Recently at a small gathering of women, the subject of trustworthiness came up. Many of the women who were present did not feel comfortable sharing within their communities about the struggles they’d had in their lives and relationships. What a shame, when sharing allows us to give and receive support!
One of the reasons for their reticence was the negative experiences that had boomeranged, coming back to hurt them or their partners in the past. We had a wonderful discussion on what creates safety in sharing and our responsibility to create trustworthy relationships, friendships, and communities.
How Trust Is Affected by Conditioning
One of the many types of conditioning that our society asserts is that love and relationships are relatively easy and follow the natural progression of fairy tales. As women, our physiology and ancestral programming urge us to talk to other women because that’s what creates a strong tribe. The need to talk is fueled by our female brains, which are wired to process experiences through talking.
On the other hand, we aren’t really expected to have challenges within our partnerships and marriages or as a parent, so being transparent about our difficulties can make us feel like we’ve failed. Being vulnerable and opening to others are vital, but with discretion and wisdom.
It has become apparent that many women want to share and be supported in their lives, but many times it doesn’t feel safe to confide in others, except for a few chosen friends whom they deem trustworthy. What does that say about the communities that we’ve created?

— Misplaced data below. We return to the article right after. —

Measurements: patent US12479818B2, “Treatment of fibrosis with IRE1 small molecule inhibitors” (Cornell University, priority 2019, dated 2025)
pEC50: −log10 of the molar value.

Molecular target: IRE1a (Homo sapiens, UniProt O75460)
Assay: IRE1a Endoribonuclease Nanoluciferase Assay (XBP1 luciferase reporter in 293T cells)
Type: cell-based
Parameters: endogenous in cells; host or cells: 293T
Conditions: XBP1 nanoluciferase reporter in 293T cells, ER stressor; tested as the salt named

For trustworthiness to be present in any relationship—whether in love, friendship, or business—we must first be trustworthy ourselves.
Keys to Trustworthiness
KEY #1: That means keeping trust with a person or persons by not repeating what is said confidentially.
KEY #2: To be trustworthy, we must hold one another accountable to grow and be our best.
KEY #3: Don't agree to listen if you're unwilling to hold confidentiality.
Sometimes what another person tells us may feel too burdensome to hold—and as verbal processors, women can inadvertently repeat things and break confidence unintentionally.
Also, many haven’t been taught the elegant art of repair and the enormous relief of conflict resolution so friendships can end abruptly, shattered by broken trust and betrayal. These experiences make us even more cautious about being vulnerable and transparent.
If we pretend that other people are perfect or have perfect relationships, we have already sabotaged the ability for a community to be open, authentic, and healthy. Why? Because there are no perfect people or perfect relationships, and it is an exhausting experience to act as if we are perfect. By the very essence of our humanity, we are imperfect, constantly making mistakes and growing.
It’s time to shine acceptance and compassion on our humanity and allow one another to heal and be real simultaneously.
This extension of loving acceptance will lend itself to more safety and increase the legitimacy of helping each other to become more lovingly human—perfectly imperfect!
As I touch on this subject, I realize its enormity and how this tiny blog is only a scratch on the surface. We’d love to hear from you. What are your challenges and how have you created trustworthy relationships and supportive networks? What empowers you to stretch for your highest potential while gently accepting your humanness?